Golden State coveted Kerr after firing Mark Jackson earlier this month, following the Warriors' fiercely fought seven-game series with the Clippers. Despite winning 99 regular-season games the last two years and leading the Warriors to consecutive playoff appearances for the first time in two decades, Jackson fell out of favor with Lacob amid conflicting reports about dissension within the organization.
The Warriors turned their attention toward Stan Van Gundy after Kerr was seemingly too far down the road with New York. But Van Gundy shocked everyone by quickly working out a deal with Detroit that gave him full control of the Pistons' basketball operations as well as becoming head coach.
Scrambling not to get left at the coaching altar, the Warriors' braintrust -- including Lacob, GM Bob Myers and vice president Rick Welts, a close friend of Kerr's -- flew to Oklahoma City Monday in a last-ditch effort to change Kerr's mind. They met with Kerr for three hours at the Will Rogers Airport.
Kerr was intrigued by the Warriors' roster. While the Suns' GM in 2009, Kerr nearly orchestrated a Draft-night trade to get Stephen Curry. But he was also unsure Golden State would have a clear path to the playoffs in the West going forward, while New York had a much easier chance to return to the playoffs in the significantly weaker East.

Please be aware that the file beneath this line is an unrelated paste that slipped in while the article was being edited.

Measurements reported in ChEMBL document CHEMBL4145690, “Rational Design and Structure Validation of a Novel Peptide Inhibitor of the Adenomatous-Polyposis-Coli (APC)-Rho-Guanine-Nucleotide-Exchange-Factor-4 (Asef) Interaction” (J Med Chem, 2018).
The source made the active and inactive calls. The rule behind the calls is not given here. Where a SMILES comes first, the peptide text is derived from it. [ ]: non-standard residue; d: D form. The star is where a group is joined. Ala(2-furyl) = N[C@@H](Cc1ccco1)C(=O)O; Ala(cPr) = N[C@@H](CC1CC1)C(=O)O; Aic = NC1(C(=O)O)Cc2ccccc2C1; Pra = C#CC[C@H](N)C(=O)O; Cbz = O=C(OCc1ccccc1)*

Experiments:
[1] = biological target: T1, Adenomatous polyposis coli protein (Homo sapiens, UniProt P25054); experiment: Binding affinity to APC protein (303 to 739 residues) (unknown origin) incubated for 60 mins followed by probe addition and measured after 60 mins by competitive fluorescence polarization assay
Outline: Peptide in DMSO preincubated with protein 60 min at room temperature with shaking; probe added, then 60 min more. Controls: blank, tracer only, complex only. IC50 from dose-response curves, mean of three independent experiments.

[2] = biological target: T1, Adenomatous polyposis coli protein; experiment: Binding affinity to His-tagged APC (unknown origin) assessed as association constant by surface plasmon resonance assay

"There's no question that was one of the attraction points on New York, that's an easier path," Kerr said. "The biggest thing for me is, I want to be happy every day. I want to be in partnership with the people on the team. And the one thing that a lot of the coaches that I talked to said was, you have to have talent. And Golden State has talent."
Kerr would not commit to running the triangle offense next season. "I learned from guys like Gregg Popovich, Phil and Lenny Wilkens," Kerr said. "I have strong beliefs on spacing and ball movement and that will be reflected in our play."
It will be the first coaching job for Kerr, who had mixed results running the Suns for three years before returning to TNT as the network's lead NBA analyst in 2010. Kerr also called NCAA games for Turner and worked the Final Four this season for TBS.
Kerr was named president of basketball operations in Phoenix in 2007, after the Suns had become the league's most exciting team under two-time league MVP Steve Nash. But Kerr believed the team needed to improve its half-court offense and defense to break through in the west. In three seasons at the helm in Phoenix, Kerr remade the franchise, gambling on Shaquille O'Neal in a 2008 trade that brought the big man to the desert for Shawn Marion and Marcus Banks. But the Suns lost to the Spurs in the first round that season, and Mike D'Antoni was released from his contract at his request in the summer of '08.
The following season, Phoenix didn't make the postseason, going 46-36. In Kerr's final season, he brought Jason Richardson and Jared Dudley in from Charlotte for Raja Bell and Boris Diaw. And the Suns went on an unexpected run to the Western Conference finals under Alvin Gentry, who Kerr named head coach in 2009 after his initial choice to replace D'Antoni, Terry Porter, lasted only half a season before Kerr fired him.